12. Underneath (reverse grip) slashes up the center of the body
  13. Low slashes to the groin and legs
  14. Variations of these drills, when applicable, on the ground

Firearm Threats (Handgun, Submachine Gun (SMG), Rifle

Handgun defenses should be practiced against both one- and two-handed grips.

  1. Handgun in his waistband, front, side, and back (pre-deployment)
  2. Handgun in his boot (pre-deployment)
  3. Frontal threats including three heights—to the head, midsection, and groin
  4. Frontal threats when you have a companion at your side
  5. Frontal threats with the handgun concealed under a garment or in a coat pocket
  6. Waiving the handgun in front of you
  7. Side threats (three heights—to the head, midsection, and lower torso, including first-party hostage situations)
  8. Rear threats (three heights—to the head, midsection, and small of the back, including first-party hostage situations)
  9. Off-angle threats from all directions (three heights)
  10. “Execution” defenses when defender is forced to kneel
  11. Handgun with a push to front with the
    1. assailant’s free hand
    2. barrel
  12. Rifle/Submachine Gun (SMG) push to the front with the
    1. assailant’s free hand
    2. barrel
  13. Drill using defenses against a firearm in motion from all angles. The techniques remain the same, but the difficulty increases.
  14. Variations of these drills, when applicable, on the ground

Defenses When Assailant is in Motion (Including Seated and Off-angle Attacks)

The assailant walks around the defender and attacks or threatens from all angles and directions as delineated in the previous drills:

  1. Impact weapon
  2. Edged weapon
  3. Firearm

Partner Groundwork

  1. Building on the above techniques, trainees work with one another on the ground. Usually, a weapon is most easily deployed when an opponent gains top position. The assailant sequesters a weapon or multiple weapons on his person. The assailant engages the defender in a mock fight on the ground. When opportune, the assailant should deploy the weapon and attempt to use it against the defender. The defender reacts using the appropriate technique as the situation dictates. In addition, if the defender notices during the mock confrontation a weapon or weapons, in the assailant’s waistband, boot, or pocket—wherever the weapon might be—the defender must take appropriate action either confiscating the weapon or preventing the assailant from deploying it.
  2. In another ground exercise, the assailant places facsimile weapons (impact and edged weapons along with firearms) strategically around the defender and grabs them for a quick interchange or attacks. These attacks should come rapid-fire. The goal is to have the defender react immediately without thinking—instinctively—the goal of krav maga.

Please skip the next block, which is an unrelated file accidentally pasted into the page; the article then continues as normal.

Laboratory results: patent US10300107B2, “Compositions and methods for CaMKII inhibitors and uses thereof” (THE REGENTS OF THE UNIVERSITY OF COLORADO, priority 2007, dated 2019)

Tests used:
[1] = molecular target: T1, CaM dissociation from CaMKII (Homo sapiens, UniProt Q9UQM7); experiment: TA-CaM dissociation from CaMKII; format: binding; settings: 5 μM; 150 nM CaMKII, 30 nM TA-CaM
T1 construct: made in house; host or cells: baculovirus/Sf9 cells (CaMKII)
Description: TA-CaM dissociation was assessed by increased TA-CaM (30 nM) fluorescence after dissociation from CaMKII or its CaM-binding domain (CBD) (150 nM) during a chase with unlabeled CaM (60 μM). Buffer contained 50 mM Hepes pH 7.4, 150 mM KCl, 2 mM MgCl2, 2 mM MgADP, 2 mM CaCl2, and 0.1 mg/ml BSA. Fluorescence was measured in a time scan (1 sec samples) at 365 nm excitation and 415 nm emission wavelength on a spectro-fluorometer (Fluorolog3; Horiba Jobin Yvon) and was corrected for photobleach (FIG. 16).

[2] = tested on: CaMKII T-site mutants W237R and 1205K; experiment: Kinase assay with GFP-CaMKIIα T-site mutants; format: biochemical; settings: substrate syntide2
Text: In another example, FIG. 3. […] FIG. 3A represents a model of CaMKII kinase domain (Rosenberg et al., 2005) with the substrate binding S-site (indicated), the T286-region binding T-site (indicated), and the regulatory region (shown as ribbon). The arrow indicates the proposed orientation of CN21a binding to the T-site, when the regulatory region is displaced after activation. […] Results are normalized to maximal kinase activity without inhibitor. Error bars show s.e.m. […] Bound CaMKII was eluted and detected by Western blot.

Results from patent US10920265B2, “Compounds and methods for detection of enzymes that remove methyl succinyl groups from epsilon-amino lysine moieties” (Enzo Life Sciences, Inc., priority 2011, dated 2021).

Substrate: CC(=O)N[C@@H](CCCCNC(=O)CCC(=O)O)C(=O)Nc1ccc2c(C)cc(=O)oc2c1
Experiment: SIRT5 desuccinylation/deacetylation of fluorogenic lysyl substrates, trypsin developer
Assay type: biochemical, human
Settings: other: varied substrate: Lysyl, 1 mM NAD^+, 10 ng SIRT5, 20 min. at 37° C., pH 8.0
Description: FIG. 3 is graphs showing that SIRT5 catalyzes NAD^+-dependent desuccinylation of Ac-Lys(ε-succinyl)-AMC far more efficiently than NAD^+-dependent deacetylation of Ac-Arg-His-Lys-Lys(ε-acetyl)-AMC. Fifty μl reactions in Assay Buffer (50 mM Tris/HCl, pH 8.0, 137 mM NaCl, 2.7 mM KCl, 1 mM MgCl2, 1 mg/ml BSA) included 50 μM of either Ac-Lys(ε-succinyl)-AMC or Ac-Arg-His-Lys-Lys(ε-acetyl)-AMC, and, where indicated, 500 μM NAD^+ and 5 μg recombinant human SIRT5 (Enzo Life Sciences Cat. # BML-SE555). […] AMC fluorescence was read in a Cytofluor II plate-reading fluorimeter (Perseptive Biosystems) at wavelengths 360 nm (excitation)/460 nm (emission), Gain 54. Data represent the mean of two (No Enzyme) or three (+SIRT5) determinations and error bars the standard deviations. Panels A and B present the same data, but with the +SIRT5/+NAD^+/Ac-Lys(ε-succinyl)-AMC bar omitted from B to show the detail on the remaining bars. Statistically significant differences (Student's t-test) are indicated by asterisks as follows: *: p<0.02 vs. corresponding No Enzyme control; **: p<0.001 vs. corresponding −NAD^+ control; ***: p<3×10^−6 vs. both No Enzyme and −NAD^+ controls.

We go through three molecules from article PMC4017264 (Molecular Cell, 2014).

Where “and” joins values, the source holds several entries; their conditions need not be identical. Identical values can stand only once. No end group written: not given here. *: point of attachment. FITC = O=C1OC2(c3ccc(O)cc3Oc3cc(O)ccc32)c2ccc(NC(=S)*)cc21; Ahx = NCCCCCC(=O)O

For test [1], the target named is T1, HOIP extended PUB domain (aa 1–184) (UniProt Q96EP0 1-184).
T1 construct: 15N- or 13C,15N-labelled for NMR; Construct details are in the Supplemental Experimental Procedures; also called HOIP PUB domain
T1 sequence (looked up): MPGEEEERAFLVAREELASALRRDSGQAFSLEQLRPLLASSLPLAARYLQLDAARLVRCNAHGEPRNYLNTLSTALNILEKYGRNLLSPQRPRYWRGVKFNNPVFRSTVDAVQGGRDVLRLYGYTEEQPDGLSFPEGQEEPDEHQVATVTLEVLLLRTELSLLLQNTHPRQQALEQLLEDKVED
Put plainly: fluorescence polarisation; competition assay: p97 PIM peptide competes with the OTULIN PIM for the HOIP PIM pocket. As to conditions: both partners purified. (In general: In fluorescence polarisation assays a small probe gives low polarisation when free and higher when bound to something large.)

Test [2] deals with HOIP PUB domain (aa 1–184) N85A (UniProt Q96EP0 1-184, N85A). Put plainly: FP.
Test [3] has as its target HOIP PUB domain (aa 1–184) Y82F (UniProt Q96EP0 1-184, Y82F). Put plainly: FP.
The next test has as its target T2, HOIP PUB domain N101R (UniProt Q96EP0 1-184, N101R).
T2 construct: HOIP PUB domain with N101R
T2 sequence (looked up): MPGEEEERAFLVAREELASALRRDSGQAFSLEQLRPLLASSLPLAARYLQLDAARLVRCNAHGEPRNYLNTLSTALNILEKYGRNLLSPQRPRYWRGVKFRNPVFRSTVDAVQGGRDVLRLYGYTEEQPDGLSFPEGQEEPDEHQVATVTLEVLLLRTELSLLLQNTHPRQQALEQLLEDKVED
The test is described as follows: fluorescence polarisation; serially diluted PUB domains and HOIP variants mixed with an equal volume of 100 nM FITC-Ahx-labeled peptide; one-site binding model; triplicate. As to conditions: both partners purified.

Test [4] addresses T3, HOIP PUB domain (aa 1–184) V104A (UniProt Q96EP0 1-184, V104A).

Defending Against Two Armed Assailants

  1. One assailant is armed with an impact weapon, the other with an edged weapon. Defending against the impact weapon first is preferable to using the impact weapon against the edged weapon. However, circumstances—chiefly, proximity—may dictate defending the edged weapon first.
  2. Two assailants armed with impact weapons. You must move to the deadside and debilitate, and control one of the assailants placing him in between you and the other assailant.
  3. Two assailants armed with edged weapons. Note again, you must move to the deadside and debilitate, and control one of the assailants placing him in between you and the other assailant.

Special Training Scenarios

  1. You are seated in a car and must use defenses against edged weapons and firearm threats through car windows. If you intend a disarm attempt, it is advantageous to exit the vehicle before you engage, to afford you better mobility and an egress.
  2. You are seated in a car and must use defenses against edged weapons and firearm threats from an assailant in either the passenger seat or rear seat. If you intend a disarm attempt, it is advantageous to exit the vehicle before you engage, to afford you better mobility and an egress.
  3. You are seated in a simulated train or airplane seating from different angles, including seated, and other scenarios that come to mind.
  4. You are seated or pinned to a wall (using all angles and directions).

Group Drills

Trainees form two lines and a student walks between the two and defends against weapon threats and attacks. This is a good drill for unarmed scenario training as well.

Trainees work together in groups of four. One person is the designated defender. The other three students are called by number by the instructor or another trainee. Each trainee is armed with facsimile weapons, which could include an impact weapon, edged weapon, and firearm. The defender stands still while the three other students line up to the defender’s left, center, right with the weapons in full view. One student is called or is otherwise designated to attack with a facsimile weapon. The goal is to practice immediate recognition of and reaction to many different threats and attack patterns from all angles and directions.

  1. A variation of the above drill involves the defender standing still while the others walk around with the weapons behind their backs. Again, one trainee is called or is otherwise designated to attack with the facsimile weapon. If the defender sees the threat before it is deployed, he should perform the appropriate defense. The goal is to practice many different attacks from all angles and directions with different types of weapons and attack patterns.
  2. The same drills can be repeated with the weapons shielded from the defender’s view.

(The above excerpt is from Krav Maga Weapon Defenses by David Kahn.)

David Kahn serves as the Israeli Krav Maga Association’s U.S. Chief Instructor and teaches federal, state, and local law enforcement agencies along with all branches of the U.S. military. He is also a certified instructor through the New Jersey Police Training Commission and Mercer County Police Academy and also teaches at the New Jersey State Police Academy.